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27 Agency Comments State DOTs On freeways within major urban areas the state DOT may have continuous count stations with counts and point speeds available every half mile of freeway and most ramps. In some states (e.g., Washington and California) the data may be available on a real-time basis over the Internet.1 Floating car measurements of mean segment speed may be gathered on an annual basis for certain freeways in major urban areas as part of a congestion monitoring program. For freeways outside of major urban areas (and conventional state highways everywhere in the State), the state DOT may have a couple of weeks of hourly count data collected quarterly at scattered count stations. Speed, travel time, and delay data are not typically gathered at count stations outside of major urban areas. Counts, speed, and other data are often collected on an "as-needed" basis for upcoming highway improvement projects. Traffic Management Centers TMCs gather real-time speed and volume data for freeway segments at intervals that typically range from one-third to one mile. Data in some cases stored for longer than 24 hours. Detector reliability can be low depending on maintenance budget. A few TMCs (Los Angeles ATSAC for example) gather real-time volume data for city streets. TMC speed data for urban streets are generally considered less reliable. MPOs MPOs conduct travel behavior surveys every 5 to 10 years in which they ask travel-time information. MPOs involved in congestion management may commission annual surveys of peak-period speeds and travel times on specific road segments. Local Agencies Counties and cities gather traffic count data generally as part of specific studies for improvement projects. Speed data on road segments may be measured every few years in support of enforcement efforts (radar spot speed surveys). Private Company Several private companies collect travel time or speed data to disseminate as real- time traffic information. Other companies offer vehicle fleet monitoring services for real-time fleet management and dispatching, and may save "anonymized" vehicle position data that could be used to calculate travel time-based measures. A key consideration for this type of data is the negotiation of data rights such that the privately owned data can be used as needed by public agencies. American Community Survey The ACS is the annual replacement for the decennial census travel data. Some commuting measures are available if a region has invested in additional surveys to ensure statistical reliability at the local level. National Household Travel As states have taken a more active role in measuring and forecasting travel Survey demand, the NHTS is becoming more important as a source of state-level indicators for transportation planning and performance measurement. Products, such as the state profiles, freight data and statistics, seasonality statistics, etc., provide agencies with improved ability to apply national travel behavior data to local, regional, and state performance measurement and forecasting. 1 The California Department of Transportation (Caltrans) has teamed with Partnership for Advanced Technology on Highways (PATH) at the University of California, Berkeley, to store traffic data and make it available on-line. Access to this data, known as the Freeway Performance Measurement System (PeMS), can be requested at http://pems.eecs.berkeley.edu/public/index.phtml. The Minnesota Department of Transportation (Mn/DOT) has a data collection and storage center at its Twin Cities office that integrates traffic, weather, and traffic incident data. Mn/DOT's Regional Transportation Management Center (RTMC) can be reached at www.dit.state.mn.us/tmc/index.html. Interested parties may visit their office and download desired data onto a storage device. The State of Washington's DOT, the first to archive real-time traffic data in the United States, will download requested information onto a suitable storage device such as a CD (see http://www.wsdot.wa.gov/traffic/seattle/traveltimes). Exhibit 3.2. Potential sources of travel time, delay, and reliability data.
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Accuracy for General Purpose Vehicle Travel Method Time Variability Geographic Time of Day Modes Comments Floating Cars Excellent. Limited ability to Best for single Best for limited Not practical for Floating cars are cost inefficient for gathering travel GPS collect variability facilities. Very peak periods. gathering bike time and delay, but the technology is commonly DMI data. costly to acquire Too costly for data. available and easy to apply. data for extensive obtaining 24-hour Too costly to collect data over broad arterial network or geographic area. data. in nonpeak periods. Not practical for OD travel times. Feasible, but very costly to collect data for transit and freight modes. Transit Schedules Fair. Does not provide Full coverage of No data outside Transit only. Average transit travel times can be approximated with data on variance. region is service hours. transit schedules if transit agency has good schedule inexpensive. compliance. Not uniformly reliable for individual routes; may supplement with on-time performance statistics. Not reliable for systems that do not routinely monitor on-time performance. Retrospective Limited because Limited ability to Full geographic Unlikely to obtain No Freight. Retrospective surveys which rely on travelers' survey of respondents' collect variability area coverage good travel-time memories are generally less precise than prospective Home memories and data due to possible; costs data for light surveys. Telephone tendency to rounding of vary. travel periods of Good for obtaining OD trip times, although times not Employer round travel reported times. day (overnight). likely to be more accurate than to nearest 5 to times. 10 minutes. Piggyback on Other Efforts Costs decrease as tolerance for bias increases (sampling can be less rigorous (e.g., using employee surveys or web surveys)). Other variations on sampling possible. Many MPOs currently conduct commuter surveys; may be possible to piggyback on those current surveys. Prospective Fair to Good. Fair. Full coverage Unlikely to obtain No Freight. Prospective survey where the traveler is contacted in Home Survey costly. good travel-time advance and asked to record all trip making the next (Manual Trip data for light day are generally more precise than retrospective Diary) travel periods of surveys. day (overnight). Good for obtaining OD trip times. Most expensive and most accurate traveler survey method. GPS diaries have excellent accuracy but increase costs and require a long-term implementation timeframe. Exhibit 3.3. Travel-time data collection methods requiring little or no technology investment.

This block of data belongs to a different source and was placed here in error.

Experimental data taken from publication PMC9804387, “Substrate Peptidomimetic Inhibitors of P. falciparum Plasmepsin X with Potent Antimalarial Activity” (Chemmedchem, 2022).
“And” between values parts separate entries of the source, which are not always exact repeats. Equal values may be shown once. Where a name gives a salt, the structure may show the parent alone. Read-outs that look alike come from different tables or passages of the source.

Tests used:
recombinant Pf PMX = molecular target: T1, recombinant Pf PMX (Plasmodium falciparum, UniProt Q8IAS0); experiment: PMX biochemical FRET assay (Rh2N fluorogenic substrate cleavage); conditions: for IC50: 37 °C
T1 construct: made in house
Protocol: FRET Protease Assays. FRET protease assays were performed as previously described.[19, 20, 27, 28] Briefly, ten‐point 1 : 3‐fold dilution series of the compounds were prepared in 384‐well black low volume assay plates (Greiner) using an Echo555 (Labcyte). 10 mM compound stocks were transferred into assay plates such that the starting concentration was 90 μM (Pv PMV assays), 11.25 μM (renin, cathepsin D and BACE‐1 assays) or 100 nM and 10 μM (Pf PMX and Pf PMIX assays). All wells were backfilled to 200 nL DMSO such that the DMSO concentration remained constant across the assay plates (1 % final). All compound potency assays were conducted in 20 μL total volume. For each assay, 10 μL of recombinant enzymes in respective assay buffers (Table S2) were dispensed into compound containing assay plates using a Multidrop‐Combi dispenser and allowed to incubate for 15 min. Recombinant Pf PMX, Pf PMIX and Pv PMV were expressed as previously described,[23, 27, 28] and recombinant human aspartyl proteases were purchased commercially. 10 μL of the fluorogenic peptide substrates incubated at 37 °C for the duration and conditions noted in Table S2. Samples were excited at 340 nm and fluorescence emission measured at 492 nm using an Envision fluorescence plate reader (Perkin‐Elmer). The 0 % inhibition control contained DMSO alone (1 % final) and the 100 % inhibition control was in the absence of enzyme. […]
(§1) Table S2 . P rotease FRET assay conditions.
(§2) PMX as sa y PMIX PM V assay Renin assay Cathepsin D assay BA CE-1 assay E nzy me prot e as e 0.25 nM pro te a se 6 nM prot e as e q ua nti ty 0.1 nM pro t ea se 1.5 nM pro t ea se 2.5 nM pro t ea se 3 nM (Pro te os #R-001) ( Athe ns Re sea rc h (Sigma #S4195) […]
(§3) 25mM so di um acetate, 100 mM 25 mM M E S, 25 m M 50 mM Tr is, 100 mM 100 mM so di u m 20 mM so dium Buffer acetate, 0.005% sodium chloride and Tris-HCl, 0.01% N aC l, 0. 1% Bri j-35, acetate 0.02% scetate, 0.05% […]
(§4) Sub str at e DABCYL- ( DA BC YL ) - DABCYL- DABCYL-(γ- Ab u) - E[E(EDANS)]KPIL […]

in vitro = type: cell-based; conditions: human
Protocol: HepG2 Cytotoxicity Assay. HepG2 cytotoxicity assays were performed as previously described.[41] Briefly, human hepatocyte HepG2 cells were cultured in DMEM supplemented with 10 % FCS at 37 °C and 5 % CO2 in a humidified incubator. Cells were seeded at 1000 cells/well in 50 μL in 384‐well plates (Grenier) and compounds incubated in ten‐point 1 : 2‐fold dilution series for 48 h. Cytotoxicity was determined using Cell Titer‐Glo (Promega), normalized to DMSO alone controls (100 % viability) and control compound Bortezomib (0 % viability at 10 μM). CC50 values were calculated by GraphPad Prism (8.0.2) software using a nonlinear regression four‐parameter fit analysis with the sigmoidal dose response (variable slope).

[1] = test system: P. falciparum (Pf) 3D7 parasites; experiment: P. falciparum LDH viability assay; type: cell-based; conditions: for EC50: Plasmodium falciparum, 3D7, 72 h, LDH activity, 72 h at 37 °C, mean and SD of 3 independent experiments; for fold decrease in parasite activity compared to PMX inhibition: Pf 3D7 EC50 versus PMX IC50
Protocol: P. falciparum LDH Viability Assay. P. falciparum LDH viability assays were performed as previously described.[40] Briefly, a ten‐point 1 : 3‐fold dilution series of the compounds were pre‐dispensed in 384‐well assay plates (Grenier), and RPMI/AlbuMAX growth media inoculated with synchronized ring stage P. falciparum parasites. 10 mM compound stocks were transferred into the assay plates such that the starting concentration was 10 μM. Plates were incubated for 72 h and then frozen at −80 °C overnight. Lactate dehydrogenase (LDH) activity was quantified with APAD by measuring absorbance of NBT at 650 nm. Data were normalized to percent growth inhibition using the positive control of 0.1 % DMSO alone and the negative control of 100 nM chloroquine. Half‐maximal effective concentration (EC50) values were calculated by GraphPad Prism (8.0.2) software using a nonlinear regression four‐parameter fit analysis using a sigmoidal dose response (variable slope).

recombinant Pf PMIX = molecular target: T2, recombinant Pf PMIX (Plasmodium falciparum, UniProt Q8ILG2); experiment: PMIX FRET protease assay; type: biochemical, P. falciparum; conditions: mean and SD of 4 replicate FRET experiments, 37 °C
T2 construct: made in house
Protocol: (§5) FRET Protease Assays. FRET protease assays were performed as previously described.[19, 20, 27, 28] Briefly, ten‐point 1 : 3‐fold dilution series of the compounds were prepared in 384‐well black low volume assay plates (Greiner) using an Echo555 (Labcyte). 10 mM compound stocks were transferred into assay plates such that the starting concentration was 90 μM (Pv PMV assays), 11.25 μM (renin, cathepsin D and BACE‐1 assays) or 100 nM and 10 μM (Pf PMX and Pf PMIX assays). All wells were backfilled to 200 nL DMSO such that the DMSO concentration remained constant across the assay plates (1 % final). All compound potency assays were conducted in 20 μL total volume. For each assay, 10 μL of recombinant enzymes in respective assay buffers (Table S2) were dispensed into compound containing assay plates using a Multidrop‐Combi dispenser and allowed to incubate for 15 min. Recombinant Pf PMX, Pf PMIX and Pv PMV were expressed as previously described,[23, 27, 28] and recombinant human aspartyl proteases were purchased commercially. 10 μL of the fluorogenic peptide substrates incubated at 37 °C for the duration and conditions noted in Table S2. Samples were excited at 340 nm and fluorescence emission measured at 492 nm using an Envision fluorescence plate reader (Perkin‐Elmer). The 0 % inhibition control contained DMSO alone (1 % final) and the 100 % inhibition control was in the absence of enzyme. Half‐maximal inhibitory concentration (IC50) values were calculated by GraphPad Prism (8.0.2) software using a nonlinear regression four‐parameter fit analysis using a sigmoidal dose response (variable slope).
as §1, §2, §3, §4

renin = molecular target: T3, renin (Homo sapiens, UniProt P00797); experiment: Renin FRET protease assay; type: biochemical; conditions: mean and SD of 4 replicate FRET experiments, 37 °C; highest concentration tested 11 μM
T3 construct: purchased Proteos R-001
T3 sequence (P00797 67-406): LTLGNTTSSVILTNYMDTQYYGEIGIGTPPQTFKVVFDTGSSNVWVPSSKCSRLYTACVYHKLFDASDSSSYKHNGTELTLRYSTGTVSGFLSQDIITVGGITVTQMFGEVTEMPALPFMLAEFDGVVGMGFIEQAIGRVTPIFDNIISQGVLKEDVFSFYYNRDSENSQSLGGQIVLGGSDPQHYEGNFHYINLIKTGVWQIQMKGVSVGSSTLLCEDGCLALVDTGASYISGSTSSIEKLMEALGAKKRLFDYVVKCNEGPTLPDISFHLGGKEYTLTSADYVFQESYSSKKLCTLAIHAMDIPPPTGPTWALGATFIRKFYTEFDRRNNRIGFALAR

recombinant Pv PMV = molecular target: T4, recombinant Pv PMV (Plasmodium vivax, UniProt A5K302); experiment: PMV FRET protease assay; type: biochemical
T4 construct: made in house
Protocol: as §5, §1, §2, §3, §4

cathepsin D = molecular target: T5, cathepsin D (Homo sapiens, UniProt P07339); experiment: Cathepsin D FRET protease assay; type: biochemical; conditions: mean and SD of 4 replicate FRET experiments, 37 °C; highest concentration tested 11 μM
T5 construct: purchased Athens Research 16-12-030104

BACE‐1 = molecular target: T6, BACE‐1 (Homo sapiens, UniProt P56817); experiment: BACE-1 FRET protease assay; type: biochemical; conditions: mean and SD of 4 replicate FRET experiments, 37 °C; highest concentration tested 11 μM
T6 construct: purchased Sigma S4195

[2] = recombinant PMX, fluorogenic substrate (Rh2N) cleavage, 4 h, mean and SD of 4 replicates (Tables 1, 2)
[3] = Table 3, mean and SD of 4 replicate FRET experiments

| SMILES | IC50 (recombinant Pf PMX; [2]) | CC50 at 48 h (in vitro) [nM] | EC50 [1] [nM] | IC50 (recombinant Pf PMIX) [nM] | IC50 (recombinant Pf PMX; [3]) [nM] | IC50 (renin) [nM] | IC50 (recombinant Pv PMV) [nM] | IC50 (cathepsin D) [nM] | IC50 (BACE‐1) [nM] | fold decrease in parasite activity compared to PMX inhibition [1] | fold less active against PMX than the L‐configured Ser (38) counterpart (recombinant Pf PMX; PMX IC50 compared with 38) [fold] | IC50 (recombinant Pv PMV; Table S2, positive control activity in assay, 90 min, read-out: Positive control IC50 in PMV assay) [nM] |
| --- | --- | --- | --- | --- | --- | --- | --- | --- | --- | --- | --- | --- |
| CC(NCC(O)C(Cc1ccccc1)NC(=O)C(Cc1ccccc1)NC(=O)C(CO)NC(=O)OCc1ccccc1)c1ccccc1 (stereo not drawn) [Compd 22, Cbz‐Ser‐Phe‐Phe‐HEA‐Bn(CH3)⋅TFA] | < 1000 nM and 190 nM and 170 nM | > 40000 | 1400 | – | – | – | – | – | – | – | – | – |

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Method Accuracy Variability Geographic Time of Day Modes Observations Freight Tracking Excellent. Yes, but limited Coverage All Only Freight. Reliance on carriers to provide data likely impractical by sample size. dependent on due to imposition on carrier. Logs participants. Loaner GPS units costly but provide incentive for GPS carrier participation and increase accuracy. TMC Roadside Excellent (for spot Excellent Full coverage All Best for freeways. Loop infrastructure unreliable without significant Sensors speeds, assuming costly. maintenance commitment. adequate Loops/RTMS Possible to extrapolate travel time from speed data, maintenance). (spot speeds) depending on accuracy need. Vehicle signature matching, under development; may generate travel-time data in the long term. ETC Passive Excellent. Excellent. Full coverage All All, bike possible. ETC tags cheap, but roadside readers costly; therefore Probes costly. costly to get broad coverage, especially on arterials and therefore on transit. Deployed successfully for other purposes. Vehicle type identification nontrivial to implement. Areawide Passive Excellent. Good. Full coverage All No bike. GPS units currently expensive and complicated to Probes (GPS) inexpensive. install (by operators); costs may decrease, but this is a risk factor. Collecting data from GPS units is costly, and likely inconvenient. The only nonsurvey method that can collect door-to- door travel time. Transit Good. Yes, but limited Depends on All Transit; may be Transit agencies are using a variety of tracking Monitoring by sample size. routes and roads used to estimate systems to provide on-time data to their patrons. This Systems covered. general purpose data can be synthesized for use in general-purpose travel as well. traffic monitoring. License Plate Excellent. Excellent. Full coverage All No bike. Manual matching possible in short-term, but cost Matching with costly. prohibitive without (long term) advances in OCR. OCR Video equipment also expensive, especially to cover broad arterial network; therefore limited transit coverage. Exhibit 3.4. Travel-time data collection methods requiring major technology investment.